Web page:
A Community Devoted to the Preservation and Practice of Celestial Navigation and Other Methods of Traditional Wayfinding
From: Geoffrey Kolbe
Date: 2014 Feb 18, 08:25 +0000
This is an example where Occam's test is used to determine the correct answer. The theory which gives the best answer in the simplest and most direct manner is deemed to be "correct". But if you look in Meus' books for example, you will see that the orbital equations are given as power series involving sines and cosines, which are actually in the same tradition as the epicycles of Ptolemy. Epicycles can produce accurate results for planetary orbits - if you take enough terms. Does that make Ptolemy correct after all? Epicycles lost out because better accuracy could (eventually) be obtained much more easily by assuming elliptical orbits and a heliocentric solar system. That - I would argue - is the only sense in which the (barycentric) heliocentric model is "correct"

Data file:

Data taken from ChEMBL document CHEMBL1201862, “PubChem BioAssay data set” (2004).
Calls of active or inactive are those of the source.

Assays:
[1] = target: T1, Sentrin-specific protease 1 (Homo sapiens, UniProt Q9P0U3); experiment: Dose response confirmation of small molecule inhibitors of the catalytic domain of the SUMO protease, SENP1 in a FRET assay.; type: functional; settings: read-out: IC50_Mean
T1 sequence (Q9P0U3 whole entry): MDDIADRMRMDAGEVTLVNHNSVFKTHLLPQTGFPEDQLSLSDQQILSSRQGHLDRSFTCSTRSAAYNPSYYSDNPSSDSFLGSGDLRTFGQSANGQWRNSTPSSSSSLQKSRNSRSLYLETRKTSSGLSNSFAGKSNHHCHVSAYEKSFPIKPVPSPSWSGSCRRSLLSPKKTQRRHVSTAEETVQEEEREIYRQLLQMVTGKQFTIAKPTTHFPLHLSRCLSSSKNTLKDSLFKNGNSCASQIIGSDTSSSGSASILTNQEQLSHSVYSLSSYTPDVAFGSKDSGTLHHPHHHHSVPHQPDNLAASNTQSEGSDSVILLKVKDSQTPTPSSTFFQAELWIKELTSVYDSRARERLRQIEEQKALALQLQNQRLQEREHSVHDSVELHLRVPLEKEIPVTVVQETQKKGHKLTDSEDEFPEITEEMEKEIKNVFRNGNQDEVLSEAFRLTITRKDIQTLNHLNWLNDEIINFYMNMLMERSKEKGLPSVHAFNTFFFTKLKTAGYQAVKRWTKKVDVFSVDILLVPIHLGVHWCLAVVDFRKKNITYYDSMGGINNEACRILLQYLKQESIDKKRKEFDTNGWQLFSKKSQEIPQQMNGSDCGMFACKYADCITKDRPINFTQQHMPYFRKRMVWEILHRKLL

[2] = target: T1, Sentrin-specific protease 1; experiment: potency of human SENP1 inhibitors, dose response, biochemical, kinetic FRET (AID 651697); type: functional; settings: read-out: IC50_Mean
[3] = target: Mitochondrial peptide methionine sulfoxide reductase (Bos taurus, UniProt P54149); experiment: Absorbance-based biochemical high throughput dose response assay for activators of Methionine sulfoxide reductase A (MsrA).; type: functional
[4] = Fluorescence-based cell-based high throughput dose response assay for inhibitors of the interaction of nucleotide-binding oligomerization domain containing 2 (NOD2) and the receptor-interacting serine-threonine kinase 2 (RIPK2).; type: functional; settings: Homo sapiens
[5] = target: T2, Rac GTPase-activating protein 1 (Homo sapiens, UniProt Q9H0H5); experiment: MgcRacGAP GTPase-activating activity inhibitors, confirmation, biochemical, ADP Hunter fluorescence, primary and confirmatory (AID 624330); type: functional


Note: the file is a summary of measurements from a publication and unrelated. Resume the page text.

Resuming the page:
Most of the answers are coached from the question. Neither orbits around the other, contrary to the question. The system actually rotates about the common center of mass. So given the choices provided by the question, none are correct!